With regulations constantly changing, and the need for investment managers to have a clearer idea of their target market, the need to understand where their business has come from is ever greater and likely to become far more onerous on the side of the fund manager. This is increasingly the case—the UK Financial Conduct Authority (FCA) recently tightened up the suitability position. As an FCA representative recently told a fund manager at a Markets in Financial Instruments Directive (MiFID) II conference: “If you are selling to a platform, then you are selling direct to the investor.”

Risk and costs are increased when the investment manager does not fully understand the distribution landscape. So what would the industry look like if such a greater level of transparency were available? Distribution market entry strategies would be more efficient for a start, being able to reduce costs and risk when entering a new market. Investment managers could measure with accuracy the input from the sales teams and better plan which products to enter a new market with, while also establishing economies of scale by having all client data in one place. This would allow ease of access, a quicker decision-making process, and a single format that works globally.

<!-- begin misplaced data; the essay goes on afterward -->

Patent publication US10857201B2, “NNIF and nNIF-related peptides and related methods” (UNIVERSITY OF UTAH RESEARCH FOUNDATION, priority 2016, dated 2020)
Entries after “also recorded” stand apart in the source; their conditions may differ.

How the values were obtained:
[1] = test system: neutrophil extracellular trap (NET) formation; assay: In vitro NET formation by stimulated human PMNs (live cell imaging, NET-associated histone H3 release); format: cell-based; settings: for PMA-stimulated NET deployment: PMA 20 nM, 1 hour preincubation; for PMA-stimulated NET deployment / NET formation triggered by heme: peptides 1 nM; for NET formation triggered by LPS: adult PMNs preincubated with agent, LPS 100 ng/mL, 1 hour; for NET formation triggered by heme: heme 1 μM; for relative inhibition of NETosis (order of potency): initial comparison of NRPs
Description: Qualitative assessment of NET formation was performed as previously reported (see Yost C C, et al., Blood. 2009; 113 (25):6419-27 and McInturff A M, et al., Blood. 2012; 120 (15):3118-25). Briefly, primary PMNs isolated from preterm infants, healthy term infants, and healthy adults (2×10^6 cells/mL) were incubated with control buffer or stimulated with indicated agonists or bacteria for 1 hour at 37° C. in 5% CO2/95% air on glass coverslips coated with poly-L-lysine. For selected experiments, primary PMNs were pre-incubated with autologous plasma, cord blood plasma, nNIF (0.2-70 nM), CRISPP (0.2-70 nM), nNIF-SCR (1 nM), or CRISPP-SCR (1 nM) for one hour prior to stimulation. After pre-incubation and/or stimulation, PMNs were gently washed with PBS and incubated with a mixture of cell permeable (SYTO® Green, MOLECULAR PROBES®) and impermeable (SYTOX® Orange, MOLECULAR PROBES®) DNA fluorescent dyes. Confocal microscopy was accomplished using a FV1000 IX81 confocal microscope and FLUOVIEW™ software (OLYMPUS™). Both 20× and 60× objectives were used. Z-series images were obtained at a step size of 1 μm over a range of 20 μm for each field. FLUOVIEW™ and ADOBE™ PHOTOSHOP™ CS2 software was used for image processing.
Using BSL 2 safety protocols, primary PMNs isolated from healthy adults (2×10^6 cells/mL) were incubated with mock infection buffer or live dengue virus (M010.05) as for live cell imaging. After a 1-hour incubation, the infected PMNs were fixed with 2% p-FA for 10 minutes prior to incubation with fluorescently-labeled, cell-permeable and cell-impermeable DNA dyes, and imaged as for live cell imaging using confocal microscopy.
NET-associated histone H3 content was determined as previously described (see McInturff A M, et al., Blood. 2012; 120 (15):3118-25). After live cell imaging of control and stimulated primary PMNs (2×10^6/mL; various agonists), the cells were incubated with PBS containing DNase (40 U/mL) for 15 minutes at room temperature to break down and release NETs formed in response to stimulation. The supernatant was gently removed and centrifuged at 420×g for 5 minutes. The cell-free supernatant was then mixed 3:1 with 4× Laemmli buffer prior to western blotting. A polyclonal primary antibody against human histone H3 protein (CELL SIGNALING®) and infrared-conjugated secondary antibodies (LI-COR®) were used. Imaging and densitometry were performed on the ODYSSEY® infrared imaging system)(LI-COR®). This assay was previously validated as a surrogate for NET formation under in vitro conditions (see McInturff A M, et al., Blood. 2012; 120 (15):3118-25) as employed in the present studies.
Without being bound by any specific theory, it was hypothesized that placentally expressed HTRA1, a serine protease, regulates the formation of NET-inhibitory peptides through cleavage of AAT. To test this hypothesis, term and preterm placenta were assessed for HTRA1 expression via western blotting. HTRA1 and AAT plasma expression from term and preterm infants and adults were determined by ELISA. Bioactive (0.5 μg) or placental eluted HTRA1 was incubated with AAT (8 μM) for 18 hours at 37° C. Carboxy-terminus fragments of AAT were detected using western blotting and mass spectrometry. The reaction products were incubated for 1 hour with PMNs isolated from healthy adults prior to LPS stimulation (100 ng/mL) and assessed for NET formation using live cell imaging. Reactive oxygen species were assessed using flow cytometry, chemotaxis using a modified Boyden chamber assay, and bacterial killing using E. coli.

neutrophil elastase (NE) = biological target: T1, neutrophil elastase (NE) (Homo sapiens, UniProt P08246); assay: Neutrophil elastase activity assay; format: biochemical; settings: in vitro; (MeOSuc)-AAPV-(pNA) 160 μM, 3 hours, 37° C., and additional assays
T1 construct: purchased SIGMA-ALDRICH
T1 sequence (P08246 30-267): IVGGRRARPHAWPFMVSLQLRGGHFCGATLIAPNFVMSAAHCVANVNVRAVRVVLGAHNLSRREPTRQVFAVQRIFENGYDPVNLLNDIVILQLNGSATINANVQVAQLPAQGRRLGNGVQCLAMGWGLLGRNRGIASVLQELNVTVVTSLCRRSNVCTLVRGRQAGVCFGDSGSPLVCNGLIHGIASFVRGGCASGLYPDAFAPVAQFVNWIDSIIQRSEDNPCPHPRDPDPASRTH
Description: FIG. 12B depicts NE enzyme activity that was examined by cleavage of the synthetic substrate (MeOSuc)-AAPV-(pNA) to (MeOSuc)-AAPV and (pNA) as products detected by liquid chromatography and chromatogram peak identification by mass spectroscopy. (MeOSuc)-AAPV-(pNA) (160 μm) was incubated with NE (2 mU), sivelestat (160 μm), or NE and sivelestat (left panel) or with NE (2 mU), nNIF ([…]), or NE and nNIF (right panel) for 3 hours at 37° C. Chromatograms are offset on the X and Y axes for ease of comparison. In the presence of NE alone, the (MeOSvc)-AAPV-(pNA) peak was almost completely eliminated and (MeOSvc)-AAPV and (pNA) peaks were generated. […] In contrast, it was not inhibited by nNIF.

The ability to carry out future trend analysis confidently through all distribution channels would give investment managers the ability to build their product strategy to meet the needs of an increasingly sophisticated audience, while at the same time addressing the evolving regulatory challenges around suitability and target market.